All Over the Place: A Gazillion Antlers
Issue 18: Unexpected Connections
Travel can provide perspective on things that seem ordinary and connect them to things a world away that might otherwise seem very different. We’re used to seeing places we are introduced to on vacation as fascinating and exotic, but there’s a value in taking that lens to places we might otherwise dismiss as mundane.
Bass Pro Shops is an American chain of outdoor stores, and like a lot of stores in the U.S., you can buy all sorts of things related to a theme within its spacious confines. The theme of Bass Pro Shops is the outdoors, and as such, you can buy fishing tackle, canoes, kayaks, boats, tents, water bottles, guns, crossbows, novelty signs, flannel shirts, hats, boots, waders, and fish-shaped pillows.
It would be fun to visit just to look at its products, but adding to the fun are its animal displays. Trophy mounts of North American big game animals greet visitors as they enter. Taxidermied deer and bears pose for pictures above a water tank stocked with several species of live fish, lazily swimming about in front of the fishing section. And visitors can walk across a small wooden bridge above a fish pond next to a moving water wheel.
There are many things about Bass Pro Shops that make it feel very American: its place as an anchor store in a mall, the sheer size of the store, the large number of wildlife mounts, the presence of a firearms department, and the hokey signs for sale.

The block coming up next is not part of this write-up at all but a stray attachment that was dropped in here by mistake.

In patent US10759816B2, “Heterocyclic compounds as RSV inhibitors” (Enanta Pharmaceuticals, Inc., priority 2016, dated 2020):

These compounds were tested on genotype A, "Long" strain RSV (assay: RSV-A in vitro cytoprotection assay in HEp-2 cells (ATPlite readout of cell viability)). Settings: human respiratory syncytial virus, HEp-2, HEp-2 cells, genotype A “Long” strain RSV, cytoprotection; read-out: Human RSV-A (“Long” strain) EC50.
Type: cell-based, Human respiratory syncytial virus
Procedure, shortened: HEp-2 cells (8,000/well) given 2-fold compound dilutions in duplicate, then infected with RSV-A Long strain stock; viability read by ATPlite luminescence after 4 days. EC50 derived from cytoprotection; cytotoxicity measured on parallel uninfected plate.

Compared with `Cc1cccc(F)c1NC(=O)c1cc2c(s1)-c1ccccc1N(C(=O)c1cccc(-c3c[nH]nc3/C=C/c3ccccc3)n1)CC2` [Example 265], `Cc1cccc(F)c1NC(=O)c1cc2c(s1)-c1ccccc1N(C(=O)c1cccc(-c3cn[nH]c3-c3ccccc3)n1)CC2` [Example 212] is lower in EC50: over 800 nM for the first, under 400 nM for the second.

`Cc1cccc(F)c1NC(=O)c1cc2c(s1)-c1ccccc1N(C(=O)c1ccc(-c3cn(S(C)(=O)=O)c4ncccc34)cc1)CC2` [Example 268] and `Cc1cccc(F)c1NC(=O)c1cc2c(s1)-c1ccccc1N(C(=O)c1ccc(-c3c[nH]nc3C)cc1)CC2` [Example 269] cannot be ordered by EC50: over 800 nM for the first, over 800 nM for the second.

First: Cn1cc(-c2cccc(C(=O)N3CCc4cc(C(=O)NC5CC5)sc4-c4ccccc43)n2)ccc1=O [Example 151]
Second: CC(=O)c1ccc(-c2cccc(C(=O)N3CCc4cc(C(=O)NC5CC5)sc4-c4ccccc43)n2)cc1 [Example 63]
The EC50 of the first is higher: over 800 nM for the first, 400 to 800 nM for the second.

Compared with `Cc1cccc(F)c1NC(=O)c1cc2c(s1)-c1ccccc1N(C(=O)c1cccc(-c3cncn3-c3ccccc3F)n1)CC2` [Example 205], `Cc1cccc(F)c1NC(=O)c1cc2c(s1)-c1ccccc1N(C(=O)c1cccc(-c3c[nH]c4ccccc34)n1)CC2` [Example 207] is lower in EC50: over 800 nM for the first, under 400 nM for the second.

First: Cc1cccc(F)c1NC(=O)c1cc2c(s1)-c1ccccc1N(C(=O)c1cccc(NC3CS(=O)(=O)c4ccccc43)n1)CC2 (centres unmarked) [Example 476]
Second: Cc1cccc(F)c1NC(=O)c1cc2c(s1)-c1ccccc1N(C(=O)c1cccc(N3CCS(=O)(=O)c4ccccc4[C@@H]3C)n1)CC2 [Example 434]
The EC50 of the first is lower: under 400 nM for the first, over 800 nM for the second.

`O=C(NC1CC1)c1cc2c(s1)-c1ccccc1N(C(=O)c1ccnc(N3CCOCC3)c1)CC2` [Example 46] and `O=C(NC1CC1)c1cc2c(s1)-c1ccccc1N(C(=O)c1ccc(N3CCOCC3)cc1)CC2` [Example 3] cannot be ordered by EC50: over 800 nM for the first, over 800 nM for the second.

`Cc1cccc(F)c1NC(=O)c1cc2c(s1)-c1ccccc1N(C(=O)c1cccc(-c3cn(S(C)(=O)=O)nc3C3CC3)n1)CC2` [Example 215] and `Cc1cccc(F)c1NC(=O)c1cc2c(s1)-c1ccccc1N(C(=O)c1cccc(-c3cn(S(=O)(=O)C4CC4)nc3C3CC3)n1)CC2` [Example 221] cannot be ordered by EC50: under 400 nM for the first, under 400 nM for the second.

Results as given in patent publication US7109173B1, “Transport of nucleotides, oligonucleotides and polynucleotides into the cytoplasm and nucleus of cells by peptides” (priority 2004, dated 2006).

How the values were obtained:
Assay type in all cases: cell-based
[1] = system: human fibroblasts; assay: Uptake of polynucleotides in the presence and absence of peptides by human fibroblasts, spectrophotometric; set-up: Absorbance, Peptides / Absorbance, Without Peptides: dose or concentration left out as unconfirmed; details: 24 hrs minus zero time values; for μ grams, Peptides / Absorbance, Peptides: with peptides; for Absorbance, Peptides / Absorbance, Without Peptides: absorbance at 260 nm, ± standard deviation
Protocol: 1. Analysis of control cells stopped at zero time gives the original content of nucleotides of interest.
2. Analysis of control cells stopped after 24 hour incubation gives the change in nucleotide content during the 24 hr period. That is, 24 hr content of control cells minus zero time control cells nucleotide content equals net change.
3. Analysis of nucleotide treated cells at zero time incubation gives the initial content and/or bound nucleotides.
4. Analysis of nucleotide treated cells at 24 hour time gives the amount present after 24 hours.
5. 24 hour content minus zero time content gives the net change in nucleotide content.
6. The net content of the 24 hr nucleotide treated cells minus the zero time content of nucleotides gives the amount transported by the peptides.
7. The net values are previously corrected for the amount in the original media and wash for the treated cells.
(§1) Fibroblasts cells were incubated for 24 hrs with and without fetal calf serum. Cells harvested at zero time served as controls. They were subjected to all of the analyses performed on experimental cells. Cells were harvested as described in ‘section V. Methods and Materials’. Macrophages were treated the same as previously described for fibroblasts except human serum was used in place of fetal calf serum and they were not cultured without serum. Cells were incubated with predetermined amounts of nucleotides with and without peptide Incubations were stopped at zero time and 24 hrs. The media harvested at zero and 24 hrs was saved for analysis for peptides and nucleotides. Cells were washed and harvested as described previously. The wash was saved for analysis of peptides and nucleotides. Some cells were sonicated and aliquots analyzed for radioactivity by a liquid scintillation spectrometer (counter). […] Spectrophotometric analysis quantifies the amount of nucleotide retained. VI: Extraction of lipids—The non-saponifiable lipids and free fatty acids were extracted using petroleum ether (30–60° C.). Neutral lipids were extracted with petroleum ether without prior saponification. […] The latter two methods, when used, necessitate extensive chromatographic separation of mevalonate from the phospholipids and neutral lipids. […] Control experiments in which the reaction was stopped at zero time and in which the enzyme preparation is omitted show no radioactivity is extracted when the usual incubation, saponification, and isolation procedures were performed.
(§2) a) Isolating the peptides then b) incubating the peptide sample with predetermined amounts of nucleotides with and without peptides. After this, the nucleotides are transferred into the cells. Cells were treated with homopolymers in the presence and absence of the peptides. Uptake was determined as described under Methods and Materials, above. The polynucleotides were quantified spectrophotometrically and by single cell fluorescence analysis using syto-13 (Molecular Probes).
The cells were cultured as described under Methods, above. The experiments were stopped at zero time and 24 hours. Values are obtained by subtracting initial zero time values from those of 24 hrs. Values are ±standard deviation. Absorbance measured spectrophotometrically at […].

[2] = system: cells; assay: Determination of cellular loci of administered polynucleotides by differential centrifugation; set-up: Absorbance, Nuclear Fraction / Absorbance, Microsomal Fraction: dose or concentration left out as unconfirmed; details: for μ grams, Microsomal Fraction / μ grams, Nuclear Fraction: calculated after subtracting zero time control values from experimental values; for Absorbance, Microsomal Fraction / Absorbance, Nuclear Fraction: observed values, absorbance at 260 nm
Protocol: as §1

But in some ways, stores like Bass Pro Shops remind me of a much older European building I visited a couple months ago in the delightful small town of Pszczyna in southern Poland (don’t worry, it’s spelled like it sounds).
Pszczyna’s main attraction is Pszczyna Castle, a beautiful centuries-old palace near the rynek (town square).
No, Bass Pro Shops does not have fancy chandeliers, painted ceilings, a ballroom, or fine art. But from the decor of many of the palace’s rooms and hallways, it’s obvious that its former residents were avid hunters that would have loved to visit Bass Pro Shops to pick up a gun or two (or more).
Antlers and fine art may seem like a strange combination, but the historical connotations of hunting in Europe are different than in North America. Two hundred years ago, most people in the U.S. were hunters, and they hunted for food. But in Europe, commoners were often barred from hunting, with nobles hunting for sport.
Instead of being a salt of the earth activity done at least partly out of necessity, hunting was an aristocratic game done for the thrill of the chase (or sometimes, I suspect, to avoid responsibilities at home). It’s hard to imagine that sixteen year old King Louis XV of France got much done in 1726, when he spent 276 days of the year hunting. And everyone needs a hobby, but I’d guess that the more than 42 thousand deer shot by John George II of Saxony over his lifetime would have preferred that he try macramé.
And that’s one reason why the lavish interior of a palace in Pszczyna, Poland looks like a Bass Pro Shops in Gurnee, Illinois.
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